Childhood obesity: follow-up Contents

Conclusions and recommendations


1.We welcome the measures the Government has included in the childhood obesity plan, but are extremely disappointed that several key areas for action that could have made the strategy more effective were removed. Vague statements about looking “to further levers” if the current plan does not work are not adequate to the seriousness and urgency of this major public health challenge. We call on the Government to set clear goals for reducing overall levels of childhood obesity as well as goals for reducing the unacceptable and widening levels of inequality. (Paragraph 14)

The soft drinks industry levy

2.We commend the Government for introducing a levy on the manufacturers of sugary drinks and welcome the progress already being made in reformulation as a result. We recommend that the Government’s monitoring of the effectiveness of the levy should include monitoring of whether the levy is being passed on to include a price differential between high- and low- or no-sugar drinks at the point of sale. Failure to do so would leave consumers of sugar-free products subsidising higher sugar drinks and would also reduce the effectiveness of the levy in helping to change choices. We recommend that the Government should develop and if necessary implement measures to ensure that that differential is clear in the price paid by consumers. (Paragraph 29)

3.We urge the Government to extend the soft drinks industry levy to milk-based drinks which have extra sugar added. (Paragraph 32)

Use of the revenue from the levy

4.We commend the Government for responding positively to our recommendation (and that of others who called for a sugar tax) that the proceeds of the soft drinks industry levy should be directed towards measures to improve children’s health. It is particularly welcome that some of the proceeds will be directed to breakfast clubs, whose greatest benefit is to children from lower income families. We intend to follow up how the income from the levy is distributed in order to help reduce the inequalities arising from childhood obesity. (Paragraph 38)


5.We urge the Government to set out the policy proposals which it is prepared to implement if the voluntary reformulation programme does not go as far or as fast as necessary to tackle childhood obesity. (Paragraph 43)

6.We encourage Public Health England to go further with the introduction of means to measure progress in reducing portion sizing, and we look forward to reviewing progress when we return to this subject following publication of the first set of monitoring data in March 2018. In the meantime, we recommend that the Government draw up measures to implement our earlier recommendation of a cap on portion sizes, linked to the calorie content of certain foods and drinks, to be introduced if swift progress on portion sizing is not achieved by voluntary means. (Paragraph 49)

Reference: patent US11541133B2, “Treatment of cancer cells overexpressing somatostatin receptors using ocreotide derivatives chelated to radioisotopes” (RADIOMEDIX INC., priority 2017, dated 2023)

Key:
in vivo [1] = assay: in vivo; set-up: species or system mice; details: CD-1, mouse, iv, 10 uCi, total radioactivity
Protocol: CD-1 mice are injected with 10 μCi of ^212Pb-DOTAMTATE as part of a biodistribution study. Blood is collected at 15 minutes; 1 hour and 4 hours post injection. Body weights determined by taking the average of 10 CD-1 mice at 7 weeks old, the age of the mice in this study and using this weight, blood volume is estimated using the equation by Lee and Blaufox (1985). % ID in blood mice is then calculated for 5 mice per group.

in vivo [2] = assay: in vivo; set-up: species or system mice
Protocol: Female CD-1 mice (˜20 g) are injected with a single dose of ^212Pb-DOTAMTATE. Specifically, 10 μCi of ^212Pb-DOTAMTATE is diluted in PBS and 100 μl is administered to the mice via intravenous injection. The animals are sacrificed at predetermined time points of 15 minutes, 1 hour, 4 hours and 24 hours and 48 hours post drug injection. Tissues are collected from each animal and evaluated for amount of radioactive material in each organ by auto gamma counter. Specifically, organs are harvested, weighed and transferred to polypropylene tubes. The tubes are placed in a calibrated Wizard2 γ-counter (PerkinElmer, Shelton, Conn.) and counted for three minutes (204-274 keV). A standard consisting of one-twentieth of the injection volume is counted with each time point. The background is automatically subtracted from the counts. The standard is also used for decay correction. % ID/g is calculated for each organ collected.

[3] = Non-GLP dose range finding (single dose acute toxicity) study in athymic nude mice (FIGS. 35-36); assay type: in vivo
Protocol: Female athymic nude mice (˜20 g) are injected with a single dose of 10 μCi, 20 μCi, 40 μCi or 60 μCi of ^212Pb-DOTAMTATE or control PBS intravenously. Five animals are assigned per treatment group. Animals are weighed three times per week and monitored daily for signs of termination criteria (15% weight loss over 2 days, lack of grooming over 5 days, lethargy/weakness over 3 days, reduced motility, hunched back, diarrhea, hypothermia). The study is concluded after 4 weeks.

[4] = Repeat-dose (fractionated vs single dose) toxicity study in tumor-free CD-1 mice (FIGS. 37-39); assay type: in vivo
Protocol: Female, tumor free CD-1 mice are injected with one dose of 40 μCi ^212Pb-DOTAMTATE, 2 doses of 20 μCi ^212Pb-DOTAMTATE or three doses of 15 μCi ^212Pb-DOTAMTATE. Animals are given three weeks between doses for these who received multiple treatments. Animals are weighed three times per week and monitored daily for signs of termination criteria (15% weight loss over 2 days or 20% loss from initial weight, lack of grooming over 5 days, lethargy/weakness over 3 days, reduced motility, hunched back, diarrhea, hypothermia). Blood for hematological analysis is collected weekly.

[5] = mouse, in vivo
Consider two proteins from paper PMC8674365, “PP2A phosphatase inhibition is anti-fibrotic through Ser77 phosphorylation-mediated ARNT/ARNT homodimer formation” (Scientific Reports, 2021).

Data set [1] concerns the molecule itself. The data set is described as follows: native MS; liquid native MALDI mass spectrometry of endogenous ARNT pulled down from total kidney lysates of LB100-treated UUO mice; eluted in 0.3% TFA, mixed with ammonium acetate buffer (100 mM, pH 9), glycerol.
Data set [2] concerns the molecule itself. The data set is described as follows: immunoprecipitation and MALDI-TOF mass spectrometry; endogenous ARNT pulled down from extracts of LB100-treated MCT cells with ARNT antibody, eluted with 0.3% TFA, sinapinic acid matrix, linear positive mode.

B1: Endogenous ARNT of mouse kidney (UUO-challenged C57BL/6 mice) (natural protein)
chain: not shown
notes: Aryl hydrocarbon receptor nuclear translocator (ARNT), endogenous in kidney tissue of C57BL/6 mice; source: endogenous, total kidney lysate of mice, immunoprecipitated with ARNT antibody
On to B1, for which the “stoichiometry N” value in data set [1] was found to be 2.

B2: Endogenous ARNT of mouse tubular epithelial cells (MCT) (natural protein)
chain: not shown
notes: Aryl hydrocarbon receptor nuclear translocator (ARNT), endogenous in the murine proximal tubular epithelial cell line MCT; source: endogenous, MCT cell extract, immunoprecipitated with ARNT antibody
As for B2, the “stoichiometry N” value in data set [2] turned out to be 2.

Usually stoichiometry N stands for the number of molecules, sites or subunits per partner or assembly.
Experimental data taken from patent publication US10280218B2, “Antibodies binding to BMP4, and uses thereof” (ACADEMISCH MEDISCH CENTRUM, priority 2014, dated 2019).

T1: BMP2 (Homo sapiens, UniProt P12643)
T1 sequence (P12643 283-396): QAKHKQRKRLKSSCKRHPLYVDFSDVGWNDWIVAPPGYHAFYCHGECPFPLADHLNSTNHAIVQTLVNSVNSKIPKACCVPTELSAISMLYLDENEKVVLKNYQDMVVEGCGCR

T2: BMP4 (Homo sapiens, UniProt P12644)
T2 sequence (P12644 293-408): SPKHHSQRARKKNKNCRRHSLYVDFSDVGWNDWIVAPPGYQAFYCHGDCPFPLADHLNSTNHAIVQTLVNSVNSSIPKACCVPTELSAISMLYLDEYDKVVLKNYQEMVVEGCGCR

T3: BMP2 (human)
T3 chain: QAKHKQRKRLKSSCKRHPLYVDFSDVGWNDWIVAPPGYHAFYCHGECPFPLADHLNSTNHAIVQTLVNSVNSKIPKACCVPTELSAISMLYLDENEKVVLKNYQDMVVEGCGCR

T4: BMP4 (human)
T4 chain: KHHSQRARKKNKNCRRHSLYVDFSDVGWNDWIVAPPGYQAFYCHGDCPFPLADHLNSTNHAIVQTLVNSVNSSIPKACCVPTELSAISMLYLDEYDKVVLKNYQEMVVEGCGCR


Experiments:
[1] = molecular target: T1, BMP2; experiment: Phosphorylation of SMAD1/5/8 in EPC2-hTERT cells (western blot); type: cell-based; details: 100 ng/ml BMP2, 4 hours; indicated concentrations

Discounting and price promotions

7.We are extremely disappointed that the Government has not regulated to provide the “level playing field” on discounting and price promotions which industry representatives themselves have told us is necessary for the greatest progress. We urge the Government to follow the evidence-based advice from their chief public health advisers and to regulate to further reduce the impact of deep discounting and price promotions on sales of unhealthy food. We welcome the action which some retailers have been taking, in response to customer demand, to rebalance their promotions away from unhealthy food and drink. We look forward to seeing the results of the monitoring of price promotions which Public Health England will be undertaking. Retailers who act responsibly on discounting and promotions should not be put at a competitive disadvantage to those who do not. (Paragraph 56)


8.Whilst we welcome the changes introduced by the Committee on Advertising Practice, we urge a re-examination of the case for further restrictions on advertising of high fat, salt and sugar food and drink in the light of the most recent research not only on the effect of such advertising, but on the scale and consequences of childhood obesity. We intend to return to this subject following publication of the first set of monitoring data in March 2018. (Paragraph 69)

The out-of-home sector

9.We repeat our call for change to planning legislation to make it easier for local authorities to limit the proliferation of unhealthy food outlets in their areas. Health should be included as a material planning consideration. (Paragraph 75)

10.Ahead of our next hearing on this subject, we call on the Government to provide evidence of progress in the out-of-home sector. We will be scrutinising both the levers which it has used to secure change and those which it has in reserve if progress is inadequate. (Paragraph 77)

Measurement of success

11.We commend the Government for its promise to collect and publish regularly all the data on progress with the measures contained in the childhood obesity plan. We look forward to reviewing progress next year when the initial report is available. We hope to see clear evidence of progress and clear plans for further action if progress is unsatisfactory. (Paragraph 80)

23 March 2017